Syndicate content

annual meetings

When Participation Works: Increasing CSO Involvement in Annual Meetings

John Garrison's picture

Involving CSO representatives in the planning process for the Civil Society Program has led to increased and more substantive civil society participation at the Annual Meetings over the past few years. This was vividly exemplified at the recently concluded Annual Meetings in Tokyo which witnessed the largest number of CSO participants and policy sessions to date.  The cornerstone of this participatory approach was the convening of a CSO Planning Group composed of 17 CSO and Youth Leaders from throughout the world invited to help plan the CSO Program (see photo and list).

Increased CSO participation in Tokyo was most evident in the number of CSOs who attended the Meetings.  A total of 630 CSO representatives from a wide range of constituencies such as NGOs, labor unions, youth groups, faith-based organizations, and foundations participated.  The Bank and Fund also sponsored the largest number of CSO / Youth Leaders and Academics – 56 from to 45 developing countries – who travelled to Tokyo to ensure that Southern voices and perspectives were represented (see sponsored CSOs list).  They participated in a week-long schedule of events which began with an orientation session on the Fund and Bank and included attending the Opening Plenary of the Annual Meetings which featured Crown Prince Naruhito.

Mainstreaming Civil Society Participation at the Annual Meetings

John Garrison's picture

The participation of civil society representatives at the World Bank and IMF’s Annual Meetings, which brings together the world’s finance ministers to discuss international development policy, has grown steadily over the past six years.  The most recent Annual Meeting, held in October 2011, saw the largest CSO participation to date, with a total of 600 CSO representatives from 85 countries in attendance. They represented a variety of civil society constituencies: non-governmental organizations, youth groups, foundations, faith-based groups, and trade unions.  They came to discuss a broad range of issues ranging from financial transactions tax and aid effectiveness, to energy policy.  In order to ensure that Southern CSO voices are also heard, the Bank and Fund sponsored 60 CSO and Youth Leaders from developing countries to participate in the Meetings.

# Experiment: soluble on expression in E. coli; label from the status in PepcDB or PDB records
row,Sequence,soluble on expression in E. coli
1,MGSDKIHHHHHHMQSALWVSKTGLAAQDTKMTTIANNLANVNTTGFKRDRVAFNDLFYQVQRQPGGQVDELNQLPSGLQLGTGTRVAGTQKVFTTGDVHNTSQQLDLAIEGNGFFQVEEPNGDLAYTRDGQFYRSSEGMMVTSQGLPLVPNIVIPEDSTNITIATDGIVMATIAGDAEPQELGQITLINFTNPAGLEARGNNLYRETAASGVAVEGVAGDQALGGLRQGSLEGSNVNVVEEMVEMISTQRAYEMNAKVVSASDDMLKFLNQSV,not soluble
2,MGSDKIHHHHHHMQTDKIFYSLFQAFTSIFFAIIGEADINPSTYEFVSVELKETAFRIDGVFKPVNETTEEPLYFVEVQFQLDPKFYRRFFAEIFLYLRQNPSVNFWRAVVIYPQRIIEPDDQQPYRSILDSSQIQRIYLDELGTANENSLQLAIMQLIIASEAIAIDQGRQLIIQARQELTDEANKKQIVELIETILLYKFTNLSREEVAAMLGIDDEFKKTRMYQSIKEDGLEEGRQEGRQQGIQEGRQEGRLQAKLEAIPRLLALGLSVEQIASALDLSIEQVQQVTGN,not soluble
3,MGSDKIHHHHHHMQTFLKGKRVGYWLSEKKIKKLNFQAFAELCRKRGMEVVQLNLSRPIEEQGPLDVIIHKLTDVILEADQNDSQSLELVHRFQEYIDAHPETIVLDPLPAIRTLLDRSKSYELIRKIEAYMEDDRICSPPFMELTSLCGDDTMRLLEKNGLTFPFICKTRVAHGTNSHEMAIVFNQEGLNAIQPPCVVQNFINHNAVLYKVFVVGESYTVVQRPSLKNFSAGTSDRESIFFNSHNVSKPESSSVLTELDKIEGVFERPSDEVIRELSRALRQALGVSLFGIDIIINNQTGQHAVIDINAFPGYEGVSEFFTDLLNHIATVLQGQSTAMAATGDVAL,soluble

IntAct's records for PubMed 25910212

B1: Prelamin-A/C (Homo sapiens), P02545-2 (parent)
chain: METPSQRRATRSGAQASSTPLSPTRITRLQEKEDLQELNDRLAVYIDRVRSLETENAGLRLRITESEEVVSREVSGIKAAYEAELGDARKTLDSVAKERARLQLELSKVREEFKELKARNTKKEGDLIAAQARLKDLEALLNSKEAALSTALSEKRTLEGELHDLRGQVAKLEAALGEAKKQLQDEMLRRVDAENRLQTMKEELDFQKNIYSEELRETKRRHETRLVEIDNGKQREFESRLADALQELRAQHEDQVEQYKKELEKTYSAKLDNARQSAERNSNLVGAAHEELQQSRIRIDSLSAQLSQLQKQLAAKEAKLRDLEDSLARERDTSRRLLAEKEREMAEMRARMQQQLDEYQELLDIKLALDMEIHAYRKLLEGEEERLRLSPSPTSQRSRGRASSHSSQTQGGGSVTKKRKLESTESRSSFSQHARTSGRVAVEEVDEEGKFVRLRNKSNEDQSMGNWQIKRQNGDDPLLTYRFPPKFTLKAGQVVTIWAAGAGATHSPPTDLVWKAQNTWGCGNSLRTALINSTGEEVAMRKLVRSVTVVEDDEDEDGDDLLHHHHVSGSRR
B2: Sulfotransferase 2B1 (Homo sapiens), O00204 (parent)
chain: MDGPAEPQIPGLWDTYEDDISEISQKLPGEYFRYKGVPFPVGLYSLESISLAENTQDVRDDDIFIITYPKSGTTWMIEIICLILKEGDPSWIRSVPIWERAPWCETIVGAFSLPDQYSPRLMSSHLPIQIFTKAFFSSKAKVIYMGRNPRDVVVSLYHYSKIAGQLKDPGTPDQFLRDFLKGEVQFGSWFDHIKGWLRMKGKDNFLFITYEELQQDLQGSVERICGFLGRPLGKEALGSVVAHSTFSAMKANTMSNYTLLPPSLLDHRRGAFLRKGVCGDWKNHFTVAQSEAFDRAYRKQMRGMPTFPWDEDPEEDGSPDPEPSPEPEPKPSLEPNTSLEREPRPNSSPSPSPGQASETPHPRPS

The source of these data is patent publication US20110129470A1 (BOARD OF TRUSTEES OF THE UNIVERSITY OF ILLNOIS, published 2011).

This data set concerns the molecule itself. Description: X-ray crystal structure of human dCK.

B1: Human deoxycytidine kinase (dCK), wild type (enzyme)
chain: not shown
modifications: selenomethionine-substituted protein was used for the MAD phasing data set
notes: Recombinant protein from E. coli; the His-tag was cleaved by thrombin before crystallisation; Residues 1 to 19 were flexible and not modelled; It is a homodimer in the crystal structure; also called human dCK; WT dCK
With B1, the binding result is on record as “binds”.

Are CSOs Welcome at the World Bank?

John Garrison's picture

This question may have been hard to respond in the affirmative some years back, as Civil Society Organization representatives were still a rare sight at the Bank. It may be hard to believe today, but 20 years ago visiting CSOs had to be physically escorted throughout the buildings, and it was not uncommon for some CSOs to be refused entry.  Today, CSOs are actively welcomed and some even have long-term building passes to facilitate their daily meetings at the Bank.  As a matter of fact, the recently concluded Annual Meetings represented a milestone for CSO presence at the Bank.  Not only was it the largest gathering of CSOs in a Washington-based AMs, but CSO leaders were invited, for the first time, to participate in the official Opening Plenary.